Bill Maher, a man who I firmly believe is moving comedy forward by sucking it dry of all funniness, has a new film coming out in which he engages religious people all over the world on the subject of whether or not what they believe is ridiculous.
Director Larry Charles (also directed Borat) describes the project:
What do you believe, why do you believe it, and why do you need to believe it? Can we be good without God? Is religion a calling or a mental illness? Were Jesus, Moses and Mohammed prophets and visionaries, or crackpot nut cases who today would be put away? Is religion an obsessive-compulsive disorder?
Comedian, acerbic commentator, raconteur, skeptic, seeker Bill Maher and I set off in search of answers to these questions in a raunchy, rude, irreverent, outrageous, and shocking nonfiction film about the greatest fiction ever told.
I have long been disappointed by the exemplars of atheism and agnosticism in our society. Some of the most famous doubters are complete douches. Maher on the other hand is firm in his beliefs and, though he has at times been rather dismissive of people of faith, he’s not unable to have a real conversation and he seems capable of seeing people of faith as human beings.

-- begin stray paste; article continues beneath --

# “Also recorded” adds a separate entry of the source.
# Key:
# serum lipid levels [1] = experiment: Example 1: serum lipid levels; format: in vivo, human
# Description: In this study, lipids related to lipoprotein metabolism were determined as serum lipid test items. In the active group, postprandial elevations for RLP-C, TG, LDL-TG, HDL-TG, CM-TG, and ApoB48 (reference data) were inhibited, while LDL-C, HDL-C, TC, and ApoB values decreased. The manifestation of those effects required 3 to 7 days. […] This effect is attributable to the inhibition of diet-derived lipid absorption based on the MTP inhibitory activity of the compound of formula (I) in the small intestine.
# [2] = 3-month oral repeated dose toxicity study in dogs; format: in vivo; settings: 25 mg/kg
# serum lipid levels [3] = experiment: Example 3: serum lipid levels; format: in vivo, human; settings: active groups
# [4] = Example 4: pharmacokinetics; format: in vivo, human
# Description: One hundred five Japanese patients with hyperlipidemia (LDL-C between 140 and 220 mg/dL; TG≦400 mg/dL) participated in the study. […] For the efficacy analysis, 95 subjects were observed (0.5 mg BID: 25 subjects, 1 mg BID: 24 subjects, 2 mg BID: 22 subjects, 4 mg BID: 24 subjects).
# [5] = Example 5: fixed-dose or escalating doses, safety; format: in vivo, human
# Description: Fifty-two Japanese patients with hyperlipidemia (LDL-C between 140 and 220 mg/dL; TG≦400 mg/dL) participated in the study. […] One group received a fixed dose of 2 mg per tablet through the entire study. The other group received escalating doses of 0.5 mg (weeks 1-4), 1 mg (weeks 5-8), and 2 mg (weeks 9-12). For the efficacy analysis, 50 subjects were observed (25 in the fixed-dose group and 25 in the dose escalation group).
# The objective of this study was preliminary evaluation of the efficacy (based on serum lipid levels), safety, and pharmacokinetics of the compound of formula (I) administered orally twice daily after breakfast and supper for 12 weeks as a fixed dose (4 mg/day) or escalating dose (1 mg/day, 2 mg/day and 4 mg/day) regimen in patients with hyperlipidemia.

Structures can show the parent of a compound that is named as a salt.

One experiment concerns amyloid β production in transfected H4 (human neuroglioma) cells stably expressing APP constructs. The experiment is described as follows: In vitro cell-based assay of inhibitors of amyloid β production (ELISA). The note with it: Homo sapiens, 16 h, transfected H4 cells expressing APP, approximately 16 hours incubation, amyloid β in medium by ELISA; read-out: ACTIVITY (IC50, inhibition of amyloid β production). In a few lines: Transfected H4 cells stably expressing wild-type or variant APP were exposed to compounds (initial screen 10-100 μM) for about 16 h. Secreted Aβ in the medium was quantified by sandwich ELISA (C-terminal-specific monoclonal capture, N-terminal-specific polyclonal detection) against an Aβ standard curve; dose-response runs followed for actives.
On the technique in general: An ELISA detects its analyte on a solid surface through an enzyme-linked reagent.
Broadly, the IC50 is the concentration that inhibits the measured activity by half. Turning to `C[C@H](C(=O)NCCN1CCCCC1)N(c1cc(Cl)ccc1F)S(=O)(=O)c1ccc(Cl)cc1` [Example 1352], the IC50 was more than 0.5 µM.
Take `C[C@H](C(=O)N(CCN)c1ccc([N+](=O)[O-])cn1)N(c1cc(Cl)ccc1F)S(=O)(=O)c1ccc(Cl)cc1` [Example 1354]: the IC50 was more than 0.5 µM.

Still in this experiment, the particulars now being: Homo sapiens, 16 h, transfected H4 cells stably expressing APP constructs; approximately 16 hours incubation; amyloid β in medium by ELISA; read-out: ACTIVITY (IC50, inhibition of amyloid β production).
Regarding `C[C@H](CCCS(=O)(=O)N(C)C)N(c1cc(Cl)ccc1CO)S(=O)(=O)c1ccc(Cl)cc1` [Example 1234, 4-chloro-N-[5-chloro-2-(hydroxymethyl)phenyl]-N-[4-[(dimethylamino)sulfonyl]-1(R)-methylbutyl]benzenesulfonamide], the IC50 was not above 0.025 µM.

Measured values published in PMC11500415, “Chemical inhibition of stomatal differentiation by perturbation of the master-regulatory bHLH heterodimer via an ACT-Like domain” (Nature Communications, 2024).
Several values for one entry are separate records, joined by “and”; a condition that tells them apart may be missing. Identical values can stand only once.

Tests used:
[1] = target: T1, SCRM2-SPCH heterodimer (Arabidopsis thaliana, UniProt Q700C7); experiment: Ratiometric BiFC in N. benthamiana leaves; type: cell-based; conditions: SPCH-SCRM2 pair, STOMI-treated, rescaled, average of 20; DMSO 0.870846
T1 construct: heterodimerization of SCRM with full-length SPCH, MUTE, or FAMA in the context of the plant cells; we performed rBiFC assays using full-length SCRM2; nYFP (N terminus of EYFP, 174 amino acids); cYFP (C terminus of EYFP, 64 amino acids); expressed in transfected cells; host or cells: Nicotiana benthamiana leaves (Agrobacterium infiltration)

My friend Seamus O’Rourke and I had an interesting conversation about documentaries the other day. We agreed that for the most part they give people the impression that they’re watching something truthful and on the level, when most of them have obvious biases they’re not owning up to.
I think that the approach that Maher is taking here, however, is obviously not a documentary. We do need a new genre term for these personality driven non-fiction films, but I like this approach because Maher is so far out in front of it that it can’t be mistaken for anything other than something, which may or may not be interesting, that a comedian is doing.